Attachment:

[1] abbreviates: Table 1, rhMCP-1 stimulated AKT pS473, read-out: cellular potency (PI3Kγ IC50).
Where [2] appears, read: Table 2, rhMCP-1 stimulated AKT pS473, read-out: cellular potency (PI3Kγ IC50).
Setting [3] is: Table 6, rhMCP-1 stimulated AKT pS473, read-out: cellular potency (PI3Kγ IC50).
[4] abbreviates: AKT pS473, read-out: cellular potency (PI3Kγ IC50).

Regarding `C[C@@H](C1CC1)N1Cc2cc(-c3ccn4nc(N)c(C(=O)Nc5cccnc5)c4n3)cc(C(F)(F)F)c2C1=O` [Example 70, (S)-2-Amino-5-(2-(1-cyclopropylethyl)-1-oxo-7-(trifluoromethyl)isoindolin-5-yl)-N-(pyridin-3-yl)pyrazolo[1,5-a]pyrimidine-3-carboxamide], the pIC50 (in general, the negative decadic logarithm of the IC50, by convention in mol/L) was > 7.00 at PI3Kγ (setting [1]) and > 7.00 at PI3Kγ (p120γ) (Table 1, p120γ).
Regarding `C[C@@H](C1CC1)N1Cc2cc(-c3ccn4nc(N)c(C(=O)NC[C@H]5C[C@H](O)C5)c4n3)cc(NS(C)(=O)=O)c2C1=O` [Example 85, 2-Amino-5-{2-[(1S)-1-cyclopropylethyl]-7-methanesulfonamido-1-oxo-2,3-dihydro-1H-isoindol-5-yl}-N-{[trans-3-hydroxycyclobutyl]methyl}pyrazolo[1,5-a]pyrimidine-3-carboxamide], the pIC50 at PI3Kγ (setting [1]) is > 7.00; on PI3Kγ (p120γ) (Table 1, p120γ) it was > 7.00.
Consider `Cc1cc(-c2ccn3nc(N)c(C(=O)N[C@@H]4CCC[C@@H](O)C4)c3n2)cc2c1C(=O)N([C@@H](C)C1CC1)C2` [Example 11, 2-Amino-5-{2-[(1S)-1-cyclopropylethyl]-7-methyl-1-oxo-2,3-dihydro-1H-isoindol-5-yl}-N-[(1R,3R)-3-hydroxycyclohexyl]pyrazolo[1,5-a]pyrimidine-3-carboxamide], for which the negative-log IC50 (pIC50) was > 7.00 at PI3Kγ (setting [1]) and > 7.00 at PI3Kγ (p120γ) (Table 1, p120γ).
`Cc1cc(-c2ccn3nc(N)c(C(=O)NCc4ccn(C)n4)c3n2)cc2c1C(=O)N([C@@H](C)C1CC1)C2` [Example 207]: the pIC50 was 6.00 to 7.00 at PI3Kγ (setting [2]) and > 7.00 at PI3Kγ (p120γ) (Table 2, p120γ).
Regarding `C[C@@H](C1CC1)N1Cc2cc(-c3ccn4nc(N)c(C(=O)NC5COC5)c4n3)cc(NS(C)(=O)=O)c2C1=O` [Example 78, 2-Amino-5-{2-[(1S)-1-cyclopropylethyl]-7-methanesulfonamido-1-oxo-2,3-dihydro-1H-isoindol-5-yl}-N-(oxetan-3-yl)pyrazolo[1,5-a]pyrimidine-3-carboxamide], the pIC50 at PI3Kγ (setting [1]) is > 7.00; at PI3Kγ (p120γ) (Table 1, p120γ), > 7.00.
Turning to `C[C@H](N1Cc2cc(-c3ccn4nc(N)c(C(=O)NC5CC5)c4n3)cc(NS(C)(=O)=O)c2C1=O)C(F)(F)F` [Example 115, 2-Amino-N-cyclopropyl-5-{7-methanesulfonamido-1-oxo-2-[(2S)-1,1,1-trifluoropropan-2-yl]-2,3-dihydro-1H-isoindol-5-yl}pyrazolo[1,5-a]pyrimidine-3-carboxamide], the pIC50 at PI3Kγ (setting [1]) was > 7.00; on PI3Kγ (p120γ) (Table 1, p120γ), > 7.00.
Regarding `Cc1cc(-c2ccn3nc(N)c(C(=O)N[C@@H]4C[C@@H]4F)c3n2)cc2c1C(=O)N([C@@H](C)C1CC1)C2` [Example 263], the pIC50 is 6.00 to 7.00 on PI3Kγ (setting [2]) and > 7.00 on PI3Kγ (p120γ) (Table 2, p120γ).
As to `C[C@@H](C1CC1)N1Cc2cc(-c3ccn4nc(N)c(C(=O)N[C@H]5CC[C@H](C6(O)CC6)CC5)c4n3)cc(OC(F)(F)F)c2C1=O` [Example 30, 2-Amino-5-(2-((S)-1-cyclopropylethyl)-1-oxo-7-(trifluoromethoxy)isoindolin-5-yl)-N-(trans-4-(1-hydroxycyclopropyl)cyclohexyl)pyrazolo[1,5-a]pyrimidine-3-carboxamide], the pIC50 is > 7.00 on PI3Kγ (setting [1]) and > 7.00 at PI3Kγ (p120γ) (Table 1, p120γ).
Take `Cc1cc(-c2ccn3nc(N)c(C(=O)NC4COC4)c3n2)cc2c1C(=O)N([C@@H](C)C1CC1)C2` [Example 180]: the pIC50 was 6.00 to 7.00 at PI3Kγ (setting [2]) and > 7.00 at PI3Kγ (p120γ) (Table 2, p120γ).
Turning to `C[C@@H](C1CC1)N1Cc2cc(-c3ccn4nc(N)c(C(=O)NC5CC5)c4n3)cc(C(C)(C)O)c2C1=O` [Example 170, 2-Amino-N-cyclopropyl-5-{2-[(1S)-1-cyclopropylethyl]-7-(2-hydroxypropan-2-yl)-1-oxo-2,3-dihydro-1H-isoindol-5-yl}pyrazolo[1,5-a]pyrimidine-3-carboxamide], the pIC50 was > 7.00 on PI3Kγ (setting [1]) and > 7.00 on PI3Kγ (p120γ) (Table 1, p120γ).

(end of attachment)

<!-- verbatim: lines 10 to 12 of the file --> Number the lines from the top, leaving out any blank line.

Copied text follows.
Turning to `C[C@H](N1Cc2cc(-c3ccn4nc(N)c(C(=O)NC5CC5)c4n3)cc(NS(C)(=O)=O)c2C1=O)C(F)(F)F` [Example 115, 2-Amino-N-cyclopropyl-5-{7-methanesulfonamido-1-oxo-2-[(2S)-1,1,1-trifluoropropan-2-yl]-2,3-dihydro-1H-isoindol-5-yl}pyrazolo[1,5-a]pyrimidine-3-carboxamide], the pIC50 at PI3Kγ (setting [1]) was > 7.00; on PI3Kγ (p120γ) (Table 1, p120γ), > 7.00.
Regarding `Cc1cc(-c2ccn3nc(N)c(C(=O)N[C@@H]4C[C@@H]4F)c3n2)cc2c1C(=O)N([C@@H](C)C1CC1)C2` [Example 263], the pIC50 is 6.00 to 7.00 on PI3Kγ (setting [2]) and > 7.00 on PI3Kγ (p120γ) (Table 2, p120γ).
As to `C[C@@H](C1CC1)N1Cc2cc(-c3ccn4nc(N)c(C(=O)N[C@H]5CC[C@H](C6(O)CC6)CC5)c4n3)cc(OC(F)(F)F)c2C1=O` [Example 30, 2-Amino-5-(2-((S)-1-cyclopropylethyl)-1-oxo-7-(trifluoromethoxy)isoindolin-5-yl)-N-(trans-4-(1-hydroxycyclopropyl)cyclohexyl)pyrazolo[1,5-a]pyrimidine-3-carboxamide], the pIC50 is > 7.00 on PI3Kγ (setting [1]) and > 7.00 at PI3Kγ (p120γ) (Table 1, p120γ).